An historical account of the plague: and other pestilential distempers….. was written by R. Goodwin, Richard Burdekin, published by R. Burdekin in 1832 (Original from Oxford University), digitized for Google books on Apr 19, 2006 and is 78 pages long.
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The information presented below is from the Googles digitized version of “An historical account of the plague.” Its important for modern mankind to understand how plagues have affected our ancestors. Its only through understanding the past, can we plan for the future.
Flag Ok, or Pestilential Fever, is a very malignant, and contagious disease; being a putrid fever of the worst kind, and seldom failing to prove fatal; though it is generally denned a malignant fever.
That the plague is a poison, or rather carries a poison along with it, is acknowledged by all physicians; but of what kind and nature it is, and whence it proceeds, is left in obscurity.
The plague, it is generally believed, seldom or ever originates in Britain, but is imported from abroad, especially from the Levant, Lesser Asia and Egypt where it is very common. Dr. Sydenham, in his works, has remarked that it rarely infects his country oftener than once in forty years, and happily we have been free from it for a much longer period.
Authors are not yet agreed concerning the nature of this dreadful distemper. Some think that insects are the cause of it, in the same way that they are the cause of blights, being brought in swarms from other climates by the wind, when they are taken into the lungs in respiration ; the consequence of which is, that they mix with the blood and juices, and attack and corrode the viscera. Mr. Boyle, on the other hand, thinks it originates from the effluvia or exhalations breathed into the atmosphere from noxious minerals, to which may be added stagnant waters and putrid bodies of every kind.
Gibbon, the historian, thought the plague originated from damp, hot, and stagnating air, and the putrefaction of animal substances, especially locusts.
The Mahometans believe that the plague proceeds from certain spirits, or goblins, armed with bows and arrows, sent by God to punish men for their sins; and that when the wounds are given by specters of a black color, they certainly prove fatal, but not so when the arrows are shot by those that appear white. They therefore take no precaution to guard themselves against it. The wiser professors of this religion, however, at present act otherwise.
An article in the Encyclopaedia Britannica, states it as a remarkable fact, that plagues are some times partial, and that they only attack particular animals, or a particular description of persons, avoiding others altogether, or attacking them but slightly. Thus Fernelius informs U3 of a plague, or murrain, in 1514, which affected only cats. Dionysius Halicarnasseus mentions a plague which attacked none but maids; and that which raged in the time of Gentilis, killed scarcely any women, and very few but lusty men. Eotcrus mentions another plague, which assaulted none but the younger sort. Cardan speaks of a plague at Basle with which the Switzers were infected, and the Italians, Germans, or French, exempted: and John Utenhovius takes notice of a dreadful one at Copenhagen, which, though it raged among the Danes, spared the Germans, Dutch, and English, who went with all freedom and without the least danger, to the houses of the infected. During the plague which ravaged Syria, in 1760, it was observed that people of the soundest constitutions were the most liable to it, and that the weak and delicate were either spared or easily cured. It was most fatal to the Moors; and when it attacked them it was generally incurable.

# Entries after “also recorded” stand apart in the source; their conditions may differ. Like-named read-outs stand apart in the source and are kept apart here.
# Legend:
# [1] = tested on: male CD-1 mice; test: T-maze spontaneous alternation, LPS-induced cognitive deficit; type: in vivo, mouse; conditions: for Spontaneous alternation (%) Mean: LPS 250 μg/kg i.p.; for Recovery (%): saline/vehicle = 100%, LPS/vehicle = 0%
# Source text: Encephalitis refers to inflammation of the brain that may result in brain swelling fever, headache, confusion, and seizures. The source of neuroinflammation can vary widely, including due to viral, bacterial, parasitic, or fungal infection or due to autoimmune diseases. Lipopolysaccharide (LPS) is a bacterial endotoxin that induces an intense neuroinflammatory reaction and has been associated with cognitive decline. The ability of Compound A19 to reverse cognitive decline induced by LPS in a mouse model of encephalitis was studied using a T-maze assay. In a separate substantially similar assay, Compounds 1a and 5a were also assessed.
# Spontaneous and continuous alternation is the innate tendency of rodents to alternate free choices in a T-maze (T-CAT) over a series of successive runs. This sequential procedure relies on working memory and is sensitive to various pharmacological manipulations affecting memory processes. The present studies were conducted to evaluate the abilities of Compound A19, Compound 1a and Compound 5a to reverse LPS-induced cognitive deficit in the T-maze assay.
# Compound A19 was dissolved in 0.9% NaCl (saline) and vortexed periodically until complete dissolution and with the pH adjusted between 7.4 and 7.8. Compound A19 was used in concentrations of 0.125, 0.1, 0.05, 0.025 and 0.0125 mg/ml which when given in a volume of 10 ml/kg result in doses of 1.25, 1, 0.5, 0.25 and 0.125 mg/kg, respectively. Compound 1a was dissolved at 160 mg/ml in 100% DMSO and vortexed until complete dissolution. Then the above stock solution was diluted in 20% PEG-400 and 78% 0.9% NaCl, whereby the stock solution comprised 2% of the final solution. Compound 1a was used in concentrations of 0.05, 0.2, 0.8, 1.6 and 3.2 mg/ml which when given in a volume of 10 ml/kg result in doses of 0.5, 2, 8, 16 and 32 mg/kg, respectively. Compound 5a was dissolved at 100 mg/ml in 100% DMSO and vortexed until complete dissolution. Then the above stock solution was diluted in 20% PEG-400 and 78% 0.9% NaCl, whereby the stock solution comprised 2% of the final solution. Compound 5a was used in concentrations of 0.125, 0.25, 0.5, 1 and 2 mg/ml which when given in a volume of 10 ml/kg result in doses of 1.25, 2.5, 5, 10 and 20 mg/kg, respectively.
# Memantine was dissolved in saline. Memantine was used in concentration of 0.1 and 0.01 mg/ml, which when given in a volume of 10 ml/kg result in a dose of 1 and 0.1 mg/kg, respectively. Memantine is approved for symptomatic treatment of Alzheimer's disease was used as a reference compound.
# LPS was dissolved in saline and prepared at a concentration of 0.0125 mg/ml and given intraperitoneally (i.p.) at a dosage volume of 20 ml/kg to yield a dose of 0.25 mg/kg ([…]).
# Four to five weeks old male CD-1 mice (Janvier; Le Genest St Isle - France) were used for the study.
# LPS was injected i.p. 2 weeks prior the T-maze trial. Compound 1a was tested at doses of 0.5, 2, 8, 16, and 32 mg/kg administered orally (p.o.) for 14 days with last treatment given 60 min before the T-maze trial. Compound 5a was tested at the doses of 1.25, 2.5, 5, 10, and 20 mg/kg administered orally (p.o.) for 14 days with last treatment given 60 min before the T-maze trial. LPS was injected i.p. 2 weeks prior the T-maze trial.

The historical details connected with this very singular disease are highly interesting. The ancients do not appear to have been acquainted with it; but it must be confessed that its origin and early history are involved in much obscurity. For many centuries past it has been endemic on the shores of the Mediterranean; although it has occasionally shown itself in other latitudes.
A modern writer describes this family of dis- eases commonly called plagues or pestilences, as a variety of fevers, with or without eruptions on the skin, which have from time to time, by spreading epidemically,* thinned the ranks of mankind. These fevers appear under different types, or degrees of immediate severity. The inflammatory type, is indicated by a strong pulse and highly excited system; the typhoid, by a weak pulse and great debility. There is an intermediate type, partaking of both these extremes. They have received different names, often educed from some peculiarity in the symptoms of each particular disease; but occasionally suggested by. the caprice or the peculiar views of the author who may have descanted upon them.